By Sanchit Khera | The News Minute
While being a constant learner has its own perks in the industry you’re in, it may have long-standing repercussions in the world of AI and automation. When factory workers get automated and replaced for something cheaper and more effective, their skills become inadequate to survive. They then defer to other industries or make other industries more competitive with cheaper labour. That’s the true impact of automation that isn’t being addressed these days.
Research by IT giant Infosys and Future Foundation found that teens living in countries such as India, UK, USA, Australia, France and other leading economies have a significant fear of AI. The youth of these countries believe that their future jobs will be automated in the next 10 years. Many students are losing faith in traditional educational institutions, opting for online mediums as being primary sources of information. This body of research shows how unprepared a lot of our youth are, and how we should be encouraging them to be constant leaners.
But, it’s not all doom and gloom as Satya Nadella, CEO Microsoft, believes that AI will not completely wipe out all jobs. It’s not sophisticated enough to be able to understand nuances and insights such that it can deplete all human labour from the free-market.
“We’re at that stage where the choices we make are grounded in the fact that technology development doesn’t just happen – it happens because we humans make design choices. Those design choices need to be grounded in principles and ethics – and [that’s] the best way to ensure the future we all want,” Microsoft CEO Satya Nadella was quoted as saying.
Some of the leading minds in AI don’t believe that the technology is going to completely wipe out all need for human input, however they do believe that it’s important to be a constant learner. If you’re not directly affected by AI just yet but want to lead the next wave of change, then being a part of it is a good start. You’re going to be one of the few people who understand the technology through and through, and can bring real change in the company you’re working in.
CEOs and employees who are prepared for the future, make for better leaders. They handle large-scale projects and create bigger impact on a grander scale. They’re also more prepared from a strategic perspective and can provide new avenues of growth and sustainability. When the AI wave hits India, there will be two types of CEOs – ones who are prepared for it, and others who aren’t. The ones who are constant learners can ride the wave through profitability.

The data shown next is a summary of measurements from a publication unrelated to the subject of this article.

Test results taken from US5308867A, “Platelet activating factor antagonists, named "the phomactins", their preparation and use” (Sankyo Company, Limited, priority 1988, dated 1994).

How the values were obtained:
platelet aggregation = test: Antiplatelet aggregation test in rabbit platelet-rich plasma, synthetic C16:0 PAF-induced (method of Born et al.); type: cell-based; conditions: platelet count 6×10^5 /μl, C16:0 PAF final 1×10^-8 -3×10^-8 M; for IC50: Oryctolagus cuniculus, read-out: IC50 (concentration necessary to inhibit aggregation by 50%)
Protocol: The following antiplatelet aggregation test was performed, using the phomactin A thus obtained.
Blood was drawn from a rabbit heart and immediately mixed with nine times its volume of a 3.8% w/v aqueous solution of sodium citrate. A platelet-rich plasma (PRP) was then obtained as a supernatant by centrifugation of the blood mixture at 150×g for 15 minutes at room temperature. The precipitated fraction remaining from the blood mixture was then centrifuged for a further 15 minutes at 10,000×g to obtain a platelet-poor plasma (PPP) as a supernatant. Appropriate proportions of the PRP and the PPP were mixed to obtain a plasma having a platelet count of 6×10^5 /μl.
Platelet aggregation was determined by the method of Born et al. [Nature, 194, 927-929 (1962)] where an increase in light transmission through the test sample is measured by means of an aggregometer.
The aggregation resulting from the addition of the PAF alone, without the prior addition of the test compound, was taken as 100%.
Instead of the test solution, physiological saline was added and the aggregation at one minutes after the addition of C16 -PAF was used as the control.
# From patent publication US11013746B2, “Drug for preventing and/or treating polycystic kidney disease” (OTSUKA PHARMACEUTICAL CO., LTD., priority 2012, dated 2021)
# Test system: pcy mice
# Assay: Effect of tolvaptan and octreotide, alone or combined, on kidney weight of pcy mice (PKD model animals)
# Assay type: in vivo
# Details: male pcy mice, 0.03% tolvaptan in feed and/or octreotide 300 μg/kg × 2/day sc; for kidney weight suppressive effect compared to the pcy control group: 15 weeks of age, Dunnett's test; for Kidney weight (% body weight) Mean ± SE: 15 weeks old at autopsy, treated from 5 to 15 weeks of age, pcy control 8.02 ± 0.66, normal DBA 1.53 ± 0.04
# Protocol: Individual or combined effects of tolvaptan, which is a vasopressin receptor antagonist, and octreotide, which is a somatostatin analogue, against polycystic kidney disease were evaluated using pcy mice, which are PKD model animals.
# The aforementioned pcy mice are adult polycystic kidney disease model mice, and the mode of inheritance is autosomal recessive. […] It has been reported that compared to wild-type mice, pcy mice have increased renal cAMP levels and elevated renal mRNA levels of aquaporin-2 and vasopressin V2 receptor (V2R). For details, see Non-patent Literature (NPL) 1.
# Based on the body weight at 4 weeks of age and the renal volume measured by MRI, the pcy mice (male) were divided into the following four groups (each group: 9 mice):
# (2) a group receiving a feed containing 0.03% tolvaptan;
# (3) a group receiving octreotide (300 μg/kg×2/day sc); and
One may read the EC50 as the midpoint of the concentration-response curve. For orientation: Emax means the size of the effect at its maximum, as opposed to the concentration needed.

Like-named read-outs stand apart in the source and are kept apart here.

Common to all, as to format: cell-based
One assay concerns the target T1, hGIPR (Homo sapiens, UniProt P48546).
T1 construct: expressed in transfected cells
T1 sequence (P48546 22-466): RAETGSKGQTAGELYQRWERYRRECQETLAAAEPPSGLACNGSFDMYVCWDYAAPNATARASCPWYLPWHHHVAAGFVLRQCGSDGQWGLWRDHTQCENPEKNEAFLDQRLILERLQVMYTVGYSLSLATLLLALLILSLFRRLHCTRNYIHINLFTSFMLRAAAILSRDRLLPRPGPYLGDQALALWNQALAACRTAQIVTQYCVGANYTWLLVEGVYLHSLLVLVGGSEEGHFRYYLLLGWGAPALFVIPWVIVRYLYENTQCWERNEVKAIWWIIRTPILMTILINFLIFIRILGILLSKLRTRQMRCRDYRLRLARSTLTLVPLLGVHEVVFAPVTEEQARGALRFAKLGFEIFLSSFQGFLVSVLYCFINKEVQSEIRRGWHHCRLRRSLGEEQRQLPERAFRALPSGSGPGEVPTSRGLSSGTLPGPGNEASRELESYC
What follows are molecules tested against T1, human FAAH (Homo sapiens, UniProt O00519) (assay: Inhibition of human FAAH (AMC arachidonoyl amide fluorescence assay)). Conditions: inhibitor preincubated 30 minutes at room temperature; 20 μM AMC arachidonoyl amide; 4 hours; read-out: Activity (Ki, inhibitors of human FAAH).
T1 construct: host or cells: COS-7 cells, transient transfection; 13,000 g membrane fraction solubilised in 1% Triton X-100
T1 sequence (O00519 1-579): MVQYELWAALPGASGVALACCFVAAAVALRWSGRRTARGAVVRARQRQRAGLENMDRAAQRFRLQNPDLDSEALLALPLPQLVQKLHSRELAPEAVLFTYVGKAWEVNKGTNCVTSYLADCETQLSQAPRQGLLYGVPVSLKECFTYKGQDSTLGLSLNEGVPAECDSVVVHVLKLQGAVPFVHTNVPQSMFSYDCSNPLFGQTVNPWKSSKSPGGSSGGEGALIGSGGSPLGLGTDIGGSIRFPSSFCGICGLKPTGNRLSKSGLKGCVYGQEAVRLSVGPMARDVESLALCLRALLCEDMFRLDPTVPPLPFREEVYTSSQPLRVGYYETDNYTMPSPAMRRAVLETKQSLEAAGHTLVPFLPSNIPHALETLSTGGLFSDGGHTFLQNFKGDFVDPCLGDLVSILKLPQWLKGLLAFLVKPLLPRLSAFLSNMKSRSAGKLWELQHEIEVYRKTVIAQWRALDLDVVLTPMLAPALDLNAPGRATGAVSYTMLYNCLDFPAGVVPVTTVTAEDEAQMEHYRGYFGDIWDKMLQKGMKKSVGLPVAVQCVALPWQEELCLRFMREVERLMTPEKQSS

When it comes to leadership from the government, there is a significant push to ensure that things are in motion. While many in the leadership role believe that AI fears are exaggerated, there are many committees being set up to understand the impact of AI and jobs.
About 40 lakh people are employed by the IT sector with 1.3 crore people being indirectly employed by it. If an AI boom were to hit India in one go, it would mean a catastrophe for those who aren’t prepared.
“We are working with Nasscom…Also, I have already set up several committees to examine the whole matter. Artificial Intelligence (AI) should be used for governance…for improvement. We are working quite closely with other departments like Niti Aayog,” IT Minister Ravi Shankar told Economic Times.
When it comes down to it, you have to take the final call of being independent. Through the power of being a constant learner you don’t need to rely on red tape, localised changes or macroeconomic factors to take place. As the power of entrepreneurship brings about steady role changes, you’re better prepared to face any consequences of AI.
You’re also going to get first-mover advantage if you use AI to your benefit. Even if you’re at the bottom of your organisation’s hierarchy, automation will not affect you if you work harder at your role. You’re competing for ‘value’ and if you bring more value than an automation software, then you won’t be removed.
It’s not sustainable anymore to work with larger organisations. Five to eight years from now, it was considered to be a stable career, to get into these larger tech companies. Nowadays, it’s a better option to start a company that leverages AI rather than eventually being displaced by one. With this, you’re entering blue oceans instead of competing on low-skill, low-differentiation, red waters.
With many of the large organisations offering courses in AI, and some of the leading Ivy-League schools having classes in machine learning, there is no space for laziness. You need to take matters in your own hands and be one of the first few to embrace this change that’s coming.